Briefly describe the work you do.
I hand-cut portraits out of black construction paper. In my art, I depict saint-like figures surrounded by Catholic iconography and popular media symbols, blending internet culture and religious worship. I manipulate negative space by cutting the paper into a net of squares that vary in size to reveal the form like a re-imagined stained-glass window design.
Tell us a little about your background and how that influences you as an artist.
I grew up in Venice, Italy and lived there for most of my life. My first encounter with art was at early age, when my mother would take me to church. I would lose myself looking at the depictions of icons, saints and demons. I have always loved the simplicity of the design and correlation between symbolism and inner-meaning. My approach to art making is similar, as I represent figures in classic poses and everything within the image has a symbolic meaning.
The concept of the “artist studio” has a broad range of meanings, especially in contemporary practice. The idea of the artist toiling away alone in a room may not necessarily reflect what many artists do from day to day anymore. Describe your studio practice and how it differs from (or is the same as) traditional notions of “being in the studio.”
I feel very lucky because my studio is in my house and I can be there whenever I have time, at any time of the day and night. My studio work consist of photo-shooting and editing, sketching and hand cutting, experimenting with new materials and new techniques.
What unique roles do you see yourself as the artist playing that you may not have envisioned yourself in when you first started making art?
The role of Sales Agent/Marketing. I always thought that being an artist was about making art, 100 percent of the time. Today the business of art is not just relegated to making it but it includes promoting it, marketing it, and selling it.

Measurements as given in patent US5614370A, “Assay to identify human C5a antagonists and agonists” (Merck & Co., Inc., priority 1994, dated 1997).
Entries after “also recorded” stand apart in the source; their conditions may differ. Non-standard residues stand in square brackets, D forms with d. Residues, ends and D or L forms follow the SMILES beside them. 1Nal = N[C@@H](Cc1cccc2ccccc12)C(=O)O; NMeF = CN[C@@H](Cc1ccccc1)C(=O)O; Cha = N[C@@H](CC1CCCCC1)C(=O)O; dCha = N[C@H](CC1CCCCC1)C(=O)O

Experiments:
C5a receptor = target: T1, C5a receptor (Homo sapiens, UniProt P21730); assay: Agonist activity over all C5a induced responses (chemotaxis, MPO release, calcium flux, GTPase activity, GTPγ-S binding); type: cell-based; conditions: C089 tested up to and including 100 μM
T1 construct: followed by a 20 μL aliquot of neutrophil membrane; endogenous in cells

When do you find is the best time of day to make art? Do you have time set aside every day, every week or do you just work whenever you can?
I find myself being more productive when I work in the morning. I, for now, set aside two days a week where I work all day in the studio, but it never seems to be enough time to accomplish everything. Many times when getting ready for a show or a commission work, I end up working weekends and nights. I do research and work on the computer whenever I can fit it in to my schedule so that I am prepared for my dedicated studio time.
How has your work changed in the last five years? How is it the same?
My work has evolved from simple and classic portraiture to more elaborate use of symbolisms with much richer inner meaning. A constant in my work is the representation of the human figure.
Are there people such as family, friends, writers, philosophers or even pop icons that have had an impact on the work you do?
My wife has been my biggest supporter, harshest critic, favorite muse and biggest source of inspiration. I probably would have never pursued art if it wasn’t for her encouragement.
If you had an occupation outside of being an artist, what would that be and why.
I would be making furniture. I earned a certificate in woodworking some time ago because I have always been fascinated with designing furniture and working with wood. I see furniture design as a functional type of art.
After artistic explorations in drawing, sculpting, ceramics, and painting, I began experimenting with the art of paper cutting. While paper — a common and easy to relate to material — is often used as a medium to present literary works, I attempt to use it to show my subjects and their stories. Each of my pieces is hand cut, using a craft knife from one layer of construction paper.
The composition in my pieces is inspired by the Roman Catholic iconographic tradition. Growing up in Italy, my earliest memories of art were of the stained-glass windows and paintings of icons, saints and demons in Basilica di San Marco in Venice. I incorporate symbols from today’s culture along with Catholic images in my paper-cutting.
All images copyright of the artist and used with their permission.